I was a big fan of Der Nachtmahr, which screened at this year’s TIFF. German director AKIZ has said that the film is “New German Fantastic Cinema” with roots in the Expressionist films of the 1920s. Here are a few more freaky German films from the country’s rich cinematic tradition.
If you’re familiar with Mexican horror films and are expecting something Gothic, spooky, and languorous from Adrián García Bogliano, you’re in for a surprise. Here Comes The Devil is going to scorch your eyeballs and bathe them in blood.
In Men & Chicken, Elias (Mads Mikkelsen) and Gabriel (David Dencik) are brothers whose father has just passed away. He’s left them a videocassette revealing that not only is he not their biological father, but the woman they knew as their mother wasn’t their biological mother. He also reveals that the name of their father is Evelio Thanatos.
By Brendan Ross
As much as I enjoy watching Willem Dafoe movies and crazy 1980s music videos on YouTube, sometimes I need to break out of my comfort zone. Here are my fave choices from this year’s TIFF lineup. P.S. I may or may not have a man-crush on Ben Wheatley.
Patrick Stewart as the leader of a white supremacist gang. Do you really need to hear more?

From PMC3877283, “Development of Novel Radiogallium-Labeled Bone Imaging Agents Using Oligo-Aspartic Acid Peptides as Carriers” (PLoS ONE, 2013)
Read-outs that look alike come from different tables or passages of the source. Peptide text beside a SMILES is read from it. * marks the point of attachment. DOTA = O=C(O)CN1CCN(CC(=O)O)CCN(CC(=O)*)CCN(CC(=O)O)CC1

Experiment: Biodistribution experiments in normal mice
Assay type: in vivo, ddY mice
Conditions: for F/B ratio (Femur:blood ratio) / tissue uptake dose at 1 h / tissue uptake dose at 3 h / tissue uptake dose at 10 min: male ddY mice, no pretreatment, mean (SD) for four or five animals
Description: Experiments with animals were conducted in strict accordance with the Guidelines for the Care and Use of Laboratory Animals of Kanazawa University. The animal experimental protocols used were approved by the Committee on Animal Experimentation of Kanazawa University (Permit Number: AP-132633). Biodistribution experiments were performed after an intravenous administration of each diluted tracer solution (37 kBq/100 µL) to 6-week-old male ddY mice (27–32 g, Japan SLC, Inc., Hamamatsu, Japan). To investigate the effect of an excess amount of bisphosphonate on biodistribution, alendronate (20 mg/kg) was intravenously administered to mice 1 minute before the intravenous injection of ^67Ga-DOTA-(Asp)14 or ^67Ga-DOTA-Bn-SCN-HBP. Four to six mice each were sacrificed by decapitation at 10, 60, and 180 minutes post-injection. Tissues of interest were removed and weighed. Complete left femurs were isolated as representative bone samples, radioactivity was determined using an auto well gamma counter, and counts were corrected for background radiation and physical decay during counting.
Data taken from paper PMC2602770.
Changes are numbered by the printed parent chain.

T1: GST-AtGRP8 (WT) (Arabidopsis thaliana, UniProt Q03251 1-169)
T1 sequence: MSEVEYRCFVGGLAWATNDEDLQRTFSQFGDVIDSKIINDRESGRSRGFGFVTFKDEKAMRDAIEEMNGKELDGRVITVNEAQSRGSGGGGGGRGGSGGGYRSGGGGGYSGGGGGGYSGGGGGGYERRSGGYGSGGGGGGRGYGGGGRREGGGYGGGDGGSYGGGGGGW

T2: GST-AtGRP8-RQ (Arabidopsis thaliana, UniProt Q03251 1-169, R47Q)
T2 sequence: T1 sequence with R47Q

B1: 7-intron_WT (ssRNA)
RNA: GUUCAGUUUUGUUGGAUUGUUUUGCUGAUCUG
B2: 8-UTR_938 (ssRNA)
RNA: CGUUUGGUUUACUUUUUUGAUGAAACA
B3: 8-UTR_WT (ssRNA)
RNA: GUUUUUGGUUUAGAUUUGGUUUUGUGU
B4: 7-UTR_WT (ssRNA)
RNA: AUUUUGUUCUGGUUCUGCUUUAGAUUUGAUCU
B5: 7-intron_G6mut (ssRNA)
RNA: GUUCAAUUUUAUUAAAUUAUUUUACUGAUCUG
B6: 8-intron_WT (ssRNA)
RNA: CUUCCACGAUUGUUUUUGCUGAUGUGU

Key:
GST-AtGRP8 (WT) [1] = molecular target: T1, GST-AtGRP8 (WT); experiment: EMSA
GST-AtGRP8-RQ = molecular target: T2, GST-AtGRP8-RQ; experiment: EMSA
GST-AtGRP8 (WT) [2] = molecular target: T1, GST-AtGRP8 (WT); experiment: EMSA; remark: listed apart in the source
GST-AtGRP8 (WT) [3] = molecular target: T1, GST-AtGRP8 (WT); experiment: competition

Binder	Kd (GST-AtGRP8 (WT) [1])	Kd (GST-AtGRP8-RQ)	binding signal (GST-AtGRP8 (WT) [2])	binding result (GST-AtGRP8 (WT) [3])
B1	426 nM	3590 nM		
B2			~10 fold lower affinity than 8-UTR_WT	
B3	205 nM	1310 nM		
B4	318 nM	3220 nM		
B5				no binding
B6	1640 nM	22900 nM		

Dogtooth director Yorgos Lanthimos is back with a film that looks set to satisfy all my existential surrealism AND John C. Reilly needs.
It’s an animated Charlie Kaufman movie for Christ’s sake!
Because I really want to know what goes on in a Yakuza knitting circle
Anybody have an extra ticket?
I tried to pick movies that I didn’t think I’d get a chance to see in the multiplexes. Also, I’m a sucker for the Vanguard and Midnight Madness programmes at TIFF.
Writer/director Anders Thomas Jensen hasn’t let me down yet, and neither has Mads Mikkelsen. As great as he is as Hannibal Lecter, he’s equally great in Jensen’s twisted black comedies.
A young woman is haunted by a deformed creature that no one else can see? Sign me up.
Joe Begos’s Almost Human was the movie that 1982’s Xtro should have been, so I know his latest will be a wild ride.
Great cast, including Katherine Isabelle and Mitch Pileggi, in a film about serial killers and starfuckers that’s lensed by Dean Cundey. That’s like catnip to a horror junkie.
Satanic possession movies are kind of my thing and Sean Byrne is the kind of director genre fans kill for (but not literally, OK?).
If you’re looking around town and noticing a lack of Beautiful People, don’t be alarmed. This week, they’re all in Canada for the Toronto International Film Festival. They’re hobbing their nobs, going to movies, shaking hands at fancy parties and sleeping in theatre lobbies to make sure they don’t miss an anticipated showing. Obviously, I’m not there. I’m not beautiful enough. I’m sitting on my couch watching wrestling matches from the mid-nineties. But man, if I were there at TIFF, with all of those pretty folks, these are the five movies I would punch Stephen Harper in the balls to see.